- Premium cost (more expensive than most high-end upright vacuums)
- The top-heavy design and the trigger can be tiring to use for long stretches, especially on carpet
- Loud motor
On top of the Dyson, food chain is the V15 Detect, their flagship and (currently) best-performing stick vacuum.
It’s got the highest airflow, thus having the best deep cleaning performance, factoring in the run time (over 20 minutes) in the auto-setting.
This variant was Dyson’s first with the slim laser roller attachment.
It’s another innovation by Dyson to help consumers clean their homes with better efficiency.
The next innovation is the hair screw tool, the best handheld tool (hands down) for cleaning long hair strands on upholstery.
Dyson has since added this tool to their newer releases, like the V12 Detect.
Like any full-sized Dyson product, it performs exceptionally well, especially on carpet, but the heavy motor and battery make it top-heavy.
And this can be an issue in its handheld configuration.
Also, it’s harder to push on the carpet with the gates fully closed, which brings me to the next point about the V15 – the high torque attachment with the combs.
This tool is highly efficient at cleaning hair because of the combs that prevent hair from tangling on the brush roll.
Another advantage of this tool is the two adjustable gates’ usability on hard floors since the gates provide enough leeway for large debris to fit.
It also provides better agitation, with the improved brush having additional protrusions underneath the bristles.
Similarities between the Dyson V12 Detect Slim and V15 Detect
Next, we’ll look at the similarities between these stick vacuums, and there is a handful.
1. A horizontally aligned dustbin
The Dyson V12 retains the same horizontally assigned dustbin as the larger V15 with the same trombone-style lever.
However, the V12’s dustbin is much smaller (more than) half-less than the V15 (0.35 vs. 0.77 liters).
2. Detachable batteries
These models have detachable batteries, making it easier to extend run time by purchasing an extra.
Some sub-variants come with two batteries plus two extra chargers, which I’d encourage consumers to look at before purchasing.
The additional charger doubles the run time, and you get an extra charger to recharge simultaneously.
3. Versatile two-in-one functionality
The Dyson V12 and V15 offer two-in-one versatility with their interchangeable tools. You could use these products as a stick or handheld vacuum.
One advantage of the V12 is the lighter frame plus the push-button switch making it more pleasant to use above floors.
4. Sealed system
Consumers will benefit from the sealed system (dustbin and filter), as both didn’t leak during the fog test.
The sealed system prevents allergens from seeping through the filter and exiting the exhaust.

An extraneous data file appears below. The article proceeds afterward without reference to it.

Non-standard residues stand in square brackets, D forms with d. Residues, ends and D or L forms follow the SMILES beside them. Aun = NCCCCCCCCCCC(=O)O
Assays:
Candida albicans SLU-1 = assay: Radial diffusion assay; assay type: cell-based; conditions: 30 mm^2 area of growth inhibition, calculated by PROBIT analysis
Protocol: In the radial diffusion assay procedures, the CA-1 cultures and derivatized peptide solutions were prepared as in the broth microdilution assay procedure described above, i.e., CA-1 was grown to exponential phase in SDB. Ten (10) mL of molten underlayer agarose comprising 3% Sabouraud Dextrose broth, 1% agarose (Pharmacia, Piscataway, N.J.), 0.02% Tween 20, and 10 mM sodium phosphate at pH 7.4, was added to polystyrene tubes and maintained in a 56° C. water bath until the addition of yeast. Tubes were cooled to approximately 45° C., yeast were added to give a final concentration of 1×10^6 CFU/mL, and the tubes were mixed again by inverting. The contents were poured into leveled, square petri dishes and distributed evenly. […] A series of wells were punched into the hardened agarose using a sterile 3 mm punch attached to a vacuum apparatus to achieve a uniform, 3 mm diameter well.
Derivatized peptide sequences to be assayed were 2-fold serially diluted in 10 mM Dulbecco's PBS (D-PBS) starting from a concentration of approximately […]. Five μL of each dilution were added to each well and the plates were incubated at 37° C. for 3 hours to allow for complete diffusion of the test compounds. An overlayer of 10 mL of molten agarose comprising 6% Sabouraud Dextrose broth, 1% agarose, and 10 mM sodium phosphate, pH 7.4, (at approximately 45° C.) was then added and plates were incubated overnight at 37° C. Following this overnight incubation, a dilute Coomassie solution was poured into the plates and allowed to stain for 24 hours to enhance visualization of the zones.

One reason I don’t advise buying cheap cordless stick vacuums is the lack of filtration.
5. Slim roller attachment
One reason to purchase the V12 is the slim laser roller with the green laser light that accentuates dust better than any LED-equipped nozzle, and I’ve tried a bunch.
Dyson has slowly rolled out this feature to other models like the Outsize, making vacuuming dust more efficient because the green light reveals everything.
6. Torque screw tool
Another innovation introduced by Dyson in the V15 is the torque screw tool, changing how you clean hair using a cordless.
The tapered brush forces hair towards a holding area above it then gets sucked towards the inlet and into the dustbin.
Even this much hair wasn’t a problem for this tool.
After picking up all the hair, nothing was wrapped in the brush.
If you have pets, this tool is one of the best at cleaning hair on any fabric upholstery.
7. Piezo sensor and interactive display
Both have the piezo sensor that measures debris size in microns, reflected in the display behind the motor. The V15 was the first with this technology, and the V12 has this feature too.
It shows four debris sizes: 10, 60, 180, and 500 microns.
- 10 microns: e.g., allergens (like pollen)
- 60 microns: e.g., microscopic dust (like allergens)
- 150 microns: e.g. dust mites
- 500 microns: e.g., sugar
Differences between the Dyson V12 and V15 Detect
Now, let’s look at the differences starting with the size.
1. Size and weight variance
You can see in the side-by-side photo above the size discrepancy between the V12 and V15. The V15’s body is noticeably larger than the V12’s slimmed-down frame.
And the V12 is more than 20% lighter (4 pounds and 9.6 ounces) versus the V15 (a little over 6 pounds), improving its
2. Power switch
The next difference is the power switch, where the V15 retains the trigger switch you’ll need to squeeze continually for power versus the V12’s push-button switch.
I like the push-button version because it’s less tiring and offers better usability, especially in its handheld configuration.
3. Dustbin size
With its downsizing, the biggest drawback is the halved dustbin capacity (0.35 vs. 0.77 liters).
There’s no way around it. Using a smaller frame will entail some compromises, and this is one of them.
4. Battery capacity
Another downgrade of the downsizing is the battery capacity. The V15 uses Dyson’s latest and largest battery technology – a 3600 mAh seven-cell battery, which runs for over 80 minutes.
The V12’s battery is smaller (2500 mAh), so it won’t run as long (up to 63 minutes with the laser slim roller).
5. Non-interchangeable tools
Unfortunately, the Dyson V12 and V15 tools aren’t interchangeable, so you cannot attach the high-torque attachment of the V15 to the V12 since the latter has a smaller connecting port.